Well now there's a whole colony of them out there available everywhere in multiple formats. The virtual world is surely a better place now.

I'm about as much of a memelord as I am an established artist: just off doing my own thing in this vast expanse of wilderness. Every so often I add my little logs to the lodge.

This just goes to show you that I can't be left alone without adult supervision in most sores. While the Significant Otter was otherwise occupied during a recent shopping expedition, I managed to get everything I could ever possible need.


And yeah, it has been pointed out how the beaver wielding a knife (?) is rather vaguely horrific. So it's up on my kitchen wall right next to the sink so it sees everything.

Speaking of being a good consumer this cover of a recent Duluth Trading Co. catalog caught my eye, as one might expect. A little more exploration brought to light the work of sculptor John Pahlas.

And, like busy beavers all over the world, I think I'm now gonna hafta go and get my own tree. Just so's I have a place to hang these precious ornaments (tail-slap Scott K.) - right next to the artisanal hand-lacquered and organically gilded moose nuggets.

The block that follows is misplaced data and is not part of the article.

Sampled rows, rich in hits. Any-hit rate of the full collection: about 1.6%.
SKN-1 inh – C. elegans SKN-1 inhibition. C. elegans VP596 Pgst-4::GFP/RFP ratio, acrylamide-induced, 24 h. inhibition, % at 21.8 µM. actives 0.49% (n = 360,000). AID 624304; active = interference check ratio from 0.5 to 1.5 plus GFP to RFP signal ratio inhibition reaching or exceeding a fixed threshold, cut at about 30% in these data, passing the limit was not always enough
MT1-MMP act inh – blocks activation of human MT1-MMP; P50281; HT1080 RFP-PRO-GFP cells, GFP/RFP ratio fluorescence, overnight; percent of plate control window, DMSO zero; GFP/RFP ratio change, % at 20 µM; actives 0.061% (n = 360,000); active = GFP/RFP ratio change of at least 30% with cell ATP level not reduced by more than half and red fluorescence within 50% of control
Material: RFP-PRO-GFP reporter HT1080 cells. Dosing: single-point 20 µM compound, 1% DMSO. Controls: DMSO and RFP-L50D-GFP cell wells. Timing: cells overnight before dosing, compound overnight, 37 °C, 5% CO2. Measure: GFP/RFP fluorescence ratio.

What's almost as eerie as this ghostly image from a beaver rubbing is the fact that I haven't the faintest clue where it even came from. Weird.

(tail-slap Chris F.)

To make matters even more mysterious, sometimes I wake up late at night and imagine that I can hear the far-off sound of a stream, and the faint chitterings of orange incisors gnawing away ceaselessly, endlessly devouring in the dark.

If the idea of that is unsettling, may I suggest soothing yourself with the adorable footage that has certainly saved my sanity over this season of uncertainty. “Studies have shown that listening to the sound of beavers enthusiastically munching on white cabbage can temporarily reduce stress levels by up to 17%.” (tail-slap to Hans for the science)

Or perhaps we could turn to pages from grimoires of antiquity and study forgotten, dusty tomes, wherin naturalists of olde did wonder at these creatures of industry and architectural efforts. (Beaver, Edward Topsell, 1658; Livre des Simples Médecines, 15th century; H Dominic W Stiles, French version of De subtilitate rerum – On natural phenomena, Girolamo Cardano 1501-76. Below: The Moon Beaver hoax of 1935)